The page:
NEW ORLEANS — The Bayou Classic has a become a fixture in New Orleans on Thanksgiving weekend.
Every Turkey Day week, the football teams and fans from Grambling State University and Southern University take over downtown New Orleans for their regular season-ending football game as well as an ever-growing series of ancillary events.
But despite all the history and tradition of the Bayou Classic and the long-time success of the Tigers and Jaguars football programs, there has never been a Bayou Classic football game quite like the one that will take place beginning at 4 p.m. Saturday inside the Mercedes-Benz Superdome.
For the first time, Grambling and Southern enter the Bayou Classic with identical 8-0 records in the Southwestern Athletic Conference. The winner will not only claim the all-important bragging rights for the next year they will also complete an undefeated SWAC regular season and West Division title and a berth in the SWAC Championship Game a week later in Houston.
“It really remains you of the heyday when the Bayou Classic was sold out and so many fans were coming to watch two great programs compete for that weekend,” Jaguars coach Dawson Odums said Tuesday at a news conference on the floor of the Superdome. “It’s on display. There are two fine institutions. — Southern University and Grambling State University — that are going to be playing for an opportunity to go to the SWAC championship. It doesn’t get any better than that.”
Tickets are available for the game, which wasn’t always the case this close to game day. But in recent years attendance has lagged. Two years ago the Bayou Classic was a winner-take-all match-up for the West Division title, but that game didn’t match a pair of undefeated teams as this one does.
Grambling coach Broderick Fobbs accurately called the annual match-up “a sibling rivalry.”
To whatever extent this sibling rivalry can be intensified it will be because the winner will take an undefeated conference record into the SWAC championship game against East Division champion Alcorn State.
“I wouldn’t have it any other way,” Fobbs said. “The opportunity to play in the Louisiana Superdome, on Louisiana soil, with both schools being successful at their peak at this particular time. That’s about as good as it gets.”
For generations, the climax to the college football regular season in Louisiana came when LSU and Tulane would meet in front of large crowds in Tiger Stadium, Tulane Stadium and eventually the Superdome.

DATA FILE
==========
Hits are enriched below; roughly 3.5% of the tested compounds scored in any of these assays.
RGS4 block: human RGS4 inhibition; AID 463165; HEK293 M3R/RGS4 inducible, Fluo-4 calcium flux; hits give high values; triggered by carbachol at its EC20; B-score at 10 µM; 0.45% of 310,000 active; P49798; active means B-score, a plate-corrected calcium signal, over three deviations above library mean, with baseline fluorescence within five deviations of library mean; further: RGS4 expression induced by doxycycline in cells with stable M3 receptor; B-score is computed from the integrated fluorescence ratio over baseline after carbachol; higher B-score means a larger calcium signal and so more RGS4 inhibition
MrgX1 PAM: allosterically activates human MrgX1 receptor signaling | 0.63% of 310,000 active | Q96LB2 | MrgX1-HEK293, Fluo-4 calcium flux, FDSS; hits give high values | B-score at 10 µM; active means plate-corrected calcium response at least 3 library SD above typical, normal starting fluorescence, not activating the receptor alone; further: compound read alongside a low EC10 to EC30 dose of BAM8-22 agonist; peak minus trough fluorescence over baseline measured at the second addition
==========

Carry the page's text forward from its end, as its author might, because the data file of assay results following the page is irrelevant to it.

But once Tulane left the Southeastern Conference in 1966 the Tigers and Green Wave ceased to be conference rivals. For the final decades of the annual rivalry it was dominated by LSU.
The closest that rivalry came to matching this week’s Bayou Classic during the last half-century came in 1973. Tulane had failed to win in 24 consecutive meetings, but a record crowd of nearly 90,000 fans showed up in Tulane Stadium and saw a Green Wave team that would go on to play in the Bluebonnet Bowl exorcise their demons in a 14-0 victory against the No. 8 Tigers, who would go on to play in the Orange Bowl.
On Saturday, New Orleans will once again be the site of a regular-season finale between two long-time rivals from Louisiana with high stakes for both teams.
“It is special to have that opportunity for everyone to come out and fill up the Superdome,” Fobbs said. “Basically everything is going to happen after one game. We’re going to decide who will go to the championship and who won’t.
“Both programs in the state of Louisiana are successful and undefeated. I believe there’s no better football than in the state of Louisiana. There are no two better schools in this conference than Grambling State University and Southern University.”
I’ve seen a lot of rivalry games over the years and I’ve never seen two fan bases get together and each enjoy a game and each other as much as Grambling’s and Southern’s do — even when the team’s records are much less than impressive than they are this year.
“Both teams are undefeated,” Odums said. “Both teams are led the same way. Both teams have the same goals. Both teams will show up on Saturday. Both teams have overcome adversity. Both teams will decide which way it’s going to go — one to Houston one home for Christmas.
“There is no better way to decide the fate of two great institutions than on the field in front of thousands and on the TV in front of millions than right here in what we call Louisiana’s Bayou Classic. If that don’t get the blood flowing in your veins, then stay at home.”
Odums summed up this week thusly: “Nothing goes better with turkey than the Bayou Classic.”